Eclipse! Used by Tintin to such good effect to escape the Incas. Eclipse! Terrifying my six-year-old who misunderstood warnings against looking at the sun during the event, and believed today our star would take on evil sight-destroying properties if so much as glimpsed.
This was the third I’ve seen. I missed one earlier in my life because I was at the cinema. But two others I saw, one from my parent’s garden in the 80s, the other a three-quarters solar disappearing act witnessed in the scruffy yard of my final year university digs. 10th May 1994, that must have been. Wikipedia’s a marvellous thing.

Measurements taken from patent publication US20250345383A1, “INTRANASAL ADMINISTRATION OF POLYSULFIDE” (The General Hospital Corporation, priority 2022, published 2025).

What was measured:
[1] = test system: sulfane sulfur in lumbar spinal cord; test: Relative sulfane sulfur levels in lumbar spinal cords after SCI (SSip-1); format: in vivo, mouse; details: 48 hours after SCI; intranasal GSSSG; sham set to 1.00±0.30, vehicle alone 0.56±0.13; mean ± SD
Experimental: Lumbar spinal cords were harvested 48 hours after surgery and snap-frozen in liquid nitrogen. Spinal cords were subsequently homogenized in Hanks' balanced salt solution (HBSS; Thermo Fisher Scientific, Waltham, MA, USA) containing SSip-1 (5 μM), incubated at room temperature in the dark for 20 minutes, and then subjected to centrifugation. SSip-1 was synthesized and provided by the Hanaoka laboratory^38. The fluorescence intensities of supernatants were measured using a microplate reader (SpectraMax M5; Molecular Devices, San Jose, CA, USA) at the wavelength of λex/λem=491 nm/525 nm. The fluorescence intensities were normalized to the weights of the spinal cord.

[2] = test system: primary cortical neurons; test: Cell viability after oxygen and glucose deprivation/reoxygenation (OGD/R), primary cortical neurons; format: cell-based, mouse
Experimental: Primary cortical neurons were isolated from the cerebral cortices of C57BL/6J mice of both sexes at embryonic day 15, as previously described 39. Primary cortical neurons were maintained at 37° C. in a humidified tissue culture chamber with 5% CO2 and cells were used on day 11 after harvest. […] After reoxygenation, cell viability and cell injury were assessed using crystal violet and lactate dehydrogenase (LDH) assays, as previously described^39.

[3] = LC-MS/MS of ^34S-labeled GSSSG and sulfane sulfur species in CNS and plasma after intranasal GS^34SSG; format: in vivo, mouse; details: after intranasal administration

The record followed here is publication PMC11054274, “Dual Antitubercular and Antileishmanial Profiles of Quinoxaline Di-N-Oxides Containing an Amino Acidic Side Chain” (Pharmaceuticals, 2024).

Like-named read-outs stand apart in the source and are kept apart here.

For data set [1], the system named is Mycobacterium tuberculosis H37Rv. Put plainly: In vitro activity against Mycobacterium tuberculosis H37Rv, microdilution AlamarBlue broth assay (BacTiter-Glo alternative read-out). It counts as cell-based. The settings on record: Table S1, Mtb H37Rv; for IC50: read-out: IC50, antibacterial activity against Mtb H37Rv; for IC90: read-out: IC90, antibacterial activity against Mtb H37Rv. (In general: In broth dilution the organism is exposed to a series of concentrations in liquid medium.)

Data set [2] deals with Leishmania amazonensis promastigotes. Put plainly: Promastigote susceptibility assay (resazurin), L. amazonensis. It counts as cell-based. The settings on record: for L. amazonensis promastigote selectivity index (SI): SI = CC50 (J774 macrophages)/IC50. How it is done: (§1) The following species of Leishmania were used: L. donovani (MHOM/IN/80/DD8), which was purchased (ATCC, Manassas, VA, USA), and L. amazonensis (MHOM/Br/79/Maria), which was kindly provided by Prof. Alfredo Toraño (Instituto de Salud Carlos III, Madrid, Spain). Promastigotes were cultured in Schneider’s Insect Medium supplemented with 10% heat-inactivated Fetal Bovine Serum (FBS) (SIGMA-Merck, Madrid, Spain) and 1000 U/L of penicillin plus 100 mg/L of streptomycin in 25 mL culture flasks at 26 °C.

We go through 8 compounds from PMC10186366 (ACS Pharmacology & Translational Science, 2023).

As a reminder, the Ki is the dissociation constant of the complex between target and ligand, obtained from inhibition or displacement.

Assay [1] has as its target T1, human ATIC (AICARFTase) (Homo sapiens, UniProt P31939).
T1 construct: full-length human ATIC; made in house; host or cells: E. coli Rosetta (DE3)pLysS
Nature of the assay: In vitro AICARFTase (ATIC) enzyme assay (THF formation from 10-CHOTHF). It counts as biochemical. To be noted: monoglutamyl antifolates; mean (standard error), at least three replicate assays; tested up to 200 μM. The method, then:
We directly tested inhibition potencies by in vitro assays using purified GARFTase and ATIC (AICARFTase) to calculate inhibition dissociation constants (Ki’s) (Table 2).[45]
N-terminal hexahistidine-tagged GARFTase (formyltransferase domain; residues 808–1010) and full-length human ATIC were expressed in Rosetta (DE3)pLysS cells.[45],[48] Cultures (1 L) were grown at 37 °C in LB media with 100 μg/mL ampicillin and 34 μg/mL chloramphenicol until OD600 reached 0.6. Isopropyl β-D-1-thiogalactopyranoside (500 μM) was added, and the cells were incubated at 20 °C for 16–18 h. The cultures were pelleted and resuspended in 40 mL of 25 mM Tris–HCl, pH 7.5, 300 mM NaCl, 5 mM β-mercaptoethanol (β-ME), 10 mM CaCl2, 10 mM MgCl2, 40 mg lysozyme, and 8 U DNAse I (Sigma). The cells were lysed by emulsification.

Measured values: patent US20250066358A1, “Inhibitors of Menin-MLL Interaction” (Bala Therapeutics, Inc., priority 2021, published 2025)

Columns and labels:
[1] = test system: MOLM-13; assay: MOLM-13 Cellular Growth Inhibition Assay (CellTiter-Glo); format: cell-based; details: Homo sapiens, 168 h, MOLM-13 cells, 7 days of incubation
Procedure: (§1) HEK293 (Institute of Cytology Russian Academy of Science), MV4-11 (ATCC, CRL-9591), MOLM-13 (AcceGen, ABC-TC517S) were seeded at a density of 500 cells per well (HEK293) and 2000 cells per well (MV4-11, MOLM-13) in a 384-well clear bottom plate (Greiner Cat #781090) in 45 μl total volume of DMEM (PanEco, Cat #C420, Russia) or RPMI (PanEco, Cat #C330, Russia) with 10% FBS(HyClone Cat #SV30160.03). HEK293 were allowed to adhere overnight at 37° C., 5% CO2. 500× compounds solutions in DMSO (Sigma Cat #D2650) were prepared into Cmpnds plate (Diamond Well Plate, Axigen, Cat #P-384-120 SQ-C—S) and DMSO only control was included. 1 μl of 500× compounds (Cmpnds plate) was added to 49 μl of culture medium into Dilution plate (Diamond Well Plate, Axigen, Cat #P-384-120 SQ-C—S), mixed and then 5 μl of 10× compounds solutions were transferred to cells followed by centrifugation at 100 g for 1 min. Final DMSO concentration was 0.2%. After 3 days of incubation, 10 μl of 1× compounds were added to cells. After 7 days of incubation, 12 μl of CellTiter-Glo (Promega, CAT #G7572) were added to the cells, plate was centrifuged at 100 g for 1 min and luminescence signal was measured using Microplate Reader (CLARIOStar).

The thick cloud that makes Yorkshire grey, cold and wet 200 days of the year, proved a bonus today. Combining cloud with a pair of sunglasses you could quite comfortably observe the phenomenon. As my mate Chris Hoyle said on Facebook:
Look at that! What could better illustrate the majestic clockwork of our solar system and our intimate grasp of its mechanism? The elegance and precision with which we can predict these events is as spectacular as their beauty. Keep watching the skies, my friends!
I couldn’t say it better myself, so I won’t try.
I watched most of it upon the hill overlooking Mytholmroyd from the west. There were people stationed at three hundred yard intervals across the countryside, like something from a sinister Nigel Kneale TV drama, an effect heightened by the “eclipse wind” being especially pronounced here.
Here’s my inevitable picture, similar no doubt to many thousands more. I took lots. This one shot in my garden towards the end of the phenomenon, when the moon was moving away, is the best.